By Robin Murphy
Twine reminds me of the Choose Your Adventure books of the early 90s. Those stories would ask you to make a choice about what to do next in the plot of the story and send you to the corresponding page for that path of the adventure. The choice gave you do-overs in controlling the story’s outcome. Amanda Fannin introduces her article with the same connection to video game narratives and also rightly attributes Twine’s narrative structure as the controlling horror in Micheal Lutz’s my father’s long, long legs. Technical innovation, like 3-D, in the history of making horror films, provided the ability to produce a more horrific experience for audience (Heffeman 24). Likewise, Fannin suggests here, the use of Twine’s technology and structure options allows Lutz to control the narrative under the guise of choice, unlike both the Choose Your Adventure books and most video games.
Horror stories are horrific because of their sequencing, and Lutz is aware of it, as is Fannin. The sequence of the narrative controls the audience’s experience of the horror. Susan Stewart claims that, “in the horror story the expectations and tensions of receiving information sequentially are heightened and exaggerated in such a way that each addition of narrative information will not only affect the status of information given previously, it will affect the status of the listener himself” (Stewart 33). In the case of my father’s long, long legs, using Twine allows another layer of to the sequence – interaction – an impact which results in what Fannin calls “an effective piece of interactive horror.”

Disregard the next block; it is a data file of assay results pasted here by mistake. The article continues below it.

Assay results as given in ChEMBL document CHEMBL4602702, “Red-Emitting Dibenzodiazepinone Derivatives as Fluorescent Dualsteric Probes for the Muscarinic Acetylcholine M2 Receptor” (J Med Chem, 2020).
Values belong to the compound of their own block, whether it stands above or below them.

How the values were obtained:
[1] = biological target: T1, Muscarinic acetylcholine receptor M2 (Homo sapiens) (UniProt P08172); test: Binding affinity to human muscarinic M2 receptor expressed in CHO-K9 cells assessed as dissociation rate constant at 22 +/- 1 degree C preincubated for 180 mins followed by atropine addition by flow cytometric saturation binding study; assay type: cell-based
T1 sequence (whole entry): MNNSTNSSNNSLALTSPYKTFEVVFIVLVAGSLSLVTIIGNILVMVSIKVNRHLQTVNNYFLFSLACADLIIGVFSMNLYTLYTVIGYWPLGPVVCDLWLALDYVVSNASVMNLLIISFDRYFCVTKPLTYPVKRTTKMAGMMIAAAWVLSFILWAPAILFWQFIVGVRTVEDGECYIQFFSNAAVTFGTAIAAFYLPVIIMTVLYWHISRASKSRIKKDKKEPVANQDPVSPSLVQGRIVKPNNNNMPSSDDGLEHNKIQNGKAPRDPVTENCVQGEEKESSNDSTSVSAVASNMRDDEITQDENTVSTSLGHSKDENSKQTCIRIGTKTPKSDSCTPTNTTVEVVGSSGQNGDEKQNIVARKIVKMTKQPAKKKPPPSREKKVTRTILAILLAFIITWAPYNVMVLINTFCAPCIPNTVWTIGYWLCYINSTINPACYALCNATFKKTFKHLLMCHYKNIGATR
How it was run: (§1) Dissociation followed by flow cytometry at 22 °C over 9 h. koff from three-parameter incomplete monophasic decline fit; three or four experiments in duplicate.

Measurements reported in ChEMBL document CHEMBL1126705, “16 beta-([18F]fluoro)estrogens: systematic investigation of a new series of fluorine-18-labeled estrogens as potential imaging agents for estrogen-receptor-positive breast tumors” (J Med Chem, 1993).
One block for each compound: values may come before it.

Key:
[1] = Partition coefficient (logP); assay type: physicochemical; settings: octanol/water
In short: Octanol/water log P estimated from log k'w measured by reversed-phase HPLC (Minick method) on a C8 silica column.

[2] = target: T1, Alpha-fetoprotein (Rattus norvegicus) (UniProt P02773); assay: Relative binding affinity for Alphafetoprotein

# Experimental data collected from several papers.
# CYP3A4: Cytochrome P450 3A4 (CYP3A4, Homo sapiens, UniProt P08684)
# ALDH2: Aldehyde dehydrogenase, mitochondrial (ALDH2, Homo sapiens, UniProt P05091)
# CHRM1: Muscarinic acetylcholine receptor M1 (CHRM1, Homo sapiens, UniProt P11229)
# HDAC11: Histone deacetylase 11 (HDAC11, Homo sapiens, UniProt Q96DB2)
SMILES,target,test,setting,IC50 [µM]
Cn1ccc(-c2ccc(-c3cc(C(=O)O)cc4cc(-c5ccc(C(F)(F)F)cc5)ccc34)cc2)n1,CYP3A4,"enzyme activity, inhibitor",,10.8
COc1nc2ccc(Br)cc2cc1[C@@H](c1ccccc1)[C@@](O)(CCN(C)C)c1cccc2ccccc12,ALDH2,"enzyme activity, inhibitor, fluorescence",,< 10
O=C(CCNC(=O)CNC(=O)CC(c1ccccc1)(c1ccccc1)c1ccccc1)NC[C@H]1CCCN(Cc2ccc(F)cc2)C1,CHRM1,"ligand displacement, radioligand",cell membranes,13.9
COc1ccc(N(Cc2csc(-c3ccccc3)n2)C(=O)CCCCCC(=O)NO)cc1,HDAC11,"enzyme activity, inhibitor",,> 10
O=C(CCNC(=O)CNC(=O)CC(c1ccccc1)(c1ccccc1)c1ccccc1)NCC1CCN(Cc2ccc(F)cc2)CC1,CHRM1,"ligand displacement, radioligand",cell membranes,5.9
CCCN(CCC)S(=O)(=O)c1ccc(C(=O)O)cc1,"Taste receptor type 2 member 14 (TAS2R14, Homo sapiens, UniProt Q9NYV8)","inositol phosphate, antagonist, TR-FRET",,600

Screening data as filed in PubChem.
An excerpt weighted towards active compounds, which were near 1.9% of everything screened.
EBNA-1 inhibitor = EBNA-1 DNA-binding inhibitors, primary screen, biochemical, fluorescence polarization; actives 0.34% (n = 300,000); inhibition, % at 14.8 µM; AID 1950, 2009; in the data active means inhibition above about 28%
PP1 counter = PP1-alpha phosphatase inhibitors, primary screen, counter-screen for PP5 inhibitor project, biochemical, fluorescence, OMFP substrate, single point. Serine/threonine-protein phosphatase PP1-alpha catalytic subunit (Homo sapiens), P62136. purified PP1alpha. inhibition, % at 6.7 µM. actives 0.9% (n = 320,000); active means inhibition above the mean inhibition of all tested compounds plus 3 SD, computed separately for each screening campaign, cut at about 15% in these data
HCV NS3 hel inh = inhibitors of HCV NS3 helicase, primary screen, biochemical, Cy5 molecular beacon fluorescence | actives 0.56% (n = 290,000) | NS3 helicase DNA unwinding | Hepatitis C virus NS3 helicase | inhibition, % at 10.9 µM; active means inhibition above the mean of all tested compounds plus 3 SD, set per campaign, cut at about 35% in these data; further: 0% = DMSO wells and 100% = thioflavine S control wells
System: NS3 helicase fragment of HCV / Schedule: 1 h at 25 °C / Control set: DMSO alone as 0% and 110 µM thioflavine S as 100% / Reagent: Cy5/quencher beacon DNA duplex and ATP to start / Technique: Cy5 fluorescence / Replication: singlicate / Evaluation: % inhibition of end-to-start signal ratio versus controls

The interactive element of my father’s long, long legs is more linear than other Twine stories, says Fannin, alluding to choice, but shifting the experience of the horror narrative through the narrative structure of Twine. Readers become trapped in the story, she says, because Lutz controls the narrative through the technological options in Twine. In other words, the interactive nature of the story is its own horror experience because it unsettles us.
Fannin’s own choice of using Adobe Spark to build her article and argument adds to her ethos as a writer. She’s able to embed screenshots and match color schemes that foster her response to the story in tangible ways. It allows us to see the sections she’s discussing as she saw them, specifically dialogue and the path of the story, as well as Lutz’s ability to fool the reader into believing that we have a choice in the outcome of the story. The format of her text also feels like or resembles a puzzle, which supports her argument that the horror of the story relies on “a puzzle that will always end the same way”. By making these formatting choices, Fannin craftily calls attention to her argument that the format of Twine and how Lutz’s use of it allows readers to interact and experience horror in a video game-esque environment.
Heffeman, Kevin. Ghouls, Gimmicks, and Gold: Horror Films and the American Movie Business, 1953–1968. Duke UP, 2004.
Stewart, Susan. The Epistemology of the Horror Story The Journal of American Folklore. Vol. 95, No. 375 (Jan. – Mar., 1982), pp. 33-50.